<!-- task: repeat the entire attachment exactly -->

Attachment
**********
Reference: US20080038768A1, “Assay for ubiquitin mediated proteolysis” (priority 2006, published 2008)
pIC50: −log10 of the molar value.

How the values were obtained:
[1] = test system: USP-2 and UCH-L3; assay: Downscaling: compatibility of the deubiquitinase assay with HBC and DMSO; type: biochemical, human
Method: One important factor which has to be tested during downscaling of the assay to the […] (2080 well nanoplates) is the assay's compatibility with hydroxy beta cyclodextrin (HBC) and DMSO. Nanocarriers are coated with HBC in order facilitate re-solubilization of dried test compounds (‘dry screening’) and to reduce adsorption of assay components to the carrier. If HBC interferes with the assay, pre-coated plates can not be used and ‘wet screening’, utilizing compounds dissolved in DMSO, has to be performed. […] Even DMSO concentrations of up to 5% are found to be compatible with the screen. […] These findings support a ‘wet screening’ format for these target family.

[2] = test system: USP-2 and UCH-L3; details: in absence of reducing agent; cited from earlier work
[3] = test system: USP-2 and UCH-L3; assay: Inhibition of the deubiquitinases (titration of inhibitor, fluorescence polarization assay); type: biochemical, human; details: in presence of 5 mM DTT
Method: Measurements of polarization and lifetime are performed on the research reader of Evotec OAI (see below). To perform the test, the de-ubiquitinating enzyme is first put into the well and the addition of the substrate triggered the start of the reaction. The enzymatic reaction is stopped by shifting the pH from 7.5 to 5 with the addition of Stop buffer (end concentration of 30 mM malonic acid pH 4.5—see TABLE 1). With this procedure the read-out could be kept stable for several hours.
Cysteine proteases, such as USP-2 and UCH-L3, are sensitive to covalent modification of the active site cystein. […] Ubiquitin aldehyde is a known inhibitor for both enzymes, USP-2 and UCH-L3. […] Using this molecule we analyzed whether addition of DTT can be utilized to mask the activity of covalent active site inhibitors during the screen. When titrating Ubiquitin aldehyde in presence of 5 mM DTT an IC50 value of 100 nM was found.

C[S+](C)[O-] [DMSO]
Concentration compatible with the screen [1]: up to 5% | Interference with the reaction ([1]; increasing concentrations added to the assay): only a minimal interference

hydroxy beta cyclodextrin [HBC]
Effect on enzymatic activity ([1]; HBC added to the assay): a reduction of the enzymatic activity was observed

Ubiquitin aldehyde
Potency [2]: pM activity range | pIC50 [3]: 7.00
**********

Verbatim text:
Reference: US20080038768A1, “Assay for ubiquitin mediated proteolysis” (priority 2006, published 2008)
pIC50: −log10 of the molar value.

How the values were obtained:
[1] = test system: USP-2 and UCH-L3; assay: Downscaling: compatibility of the deubiquitinase assay with HBC and DMSO; type: biochemical, human
Method: One important factor which has to be tested during downscaling of the assay to the […] (2080 well nanoplates) is the assay's compatibility with hydroxy beta cyclodextrin (HBC) and DMSO. Nanocarriers are coated with HBC in order facilitate re-solubilization of dried test compounds (‘dry screening’) and to reduce adsorption of assay components to the carrier. If HBC interferes with the assay, pre-coated plates can not be used and ‘wet screening’, utilizing compounds dissolved in DMSO, has to be performed. […] Even DMSO concentrations of up to 5% are found to be compatible with the screen. […] These findings support a ‘wet screening’ format for these target family.

[2] = test system: USP-2 and UCH-L3; details: in absence of reducing agent; cited from earlier work
[3] = test system: USP-2 and UCH-L3; assay: Inhibition of the deubiquitinases (titration of inhibitor, fluorescence polarization assay); type: biochemical, human; details: in presence of 5 mM DTT
Method: Measurements of polarization and lifetime are performed on the research reader of Evotec OAI (see below). To perform the test, the de-ubiquitinating enzyme is first put into the well and the addition of the substrate triggered the start of the reaction. The enzymatic reaction is stopped by shifting the pH from 7.5 to 5 with the addition of Stop buffer (end concentration of 30 mM malonic acid pH 4.5—see TABLE 1). With this procedure the read-out could be kept stable for several hours.
Cysteine proteases, such as USP-2 and UCH-L3, are sensitive to covalent modification of the active site cystein. […] Ubiquitin aldehyde is a known inhibitor for both enzymes, USP-2 and UCH-L3. […] Using this molecule we analyzed whether addition of DTT can be utilized to mask the activity of covalent active site inhibitors during the screen. When titrating Ubiquitin aldehyde in presence of 5 mM DTT an IC50 value of 100 nM was found.

C[S+](C)[O-] [DMSO]
Concentration compatible with the screen [1]: up to 5% | Interference with the reaction ([1]; increasing concentrations added to the assay): only a minimal interference

hydroxy beta cyclodextrin [HBC]
Effect on enzymatic activity ([1]; HBC added to the assay): a reduction of the enzymatic activity was observed

Ubiquitin aldehyde
Potency [2]: pM activity range | pIC50 [3]: 7.00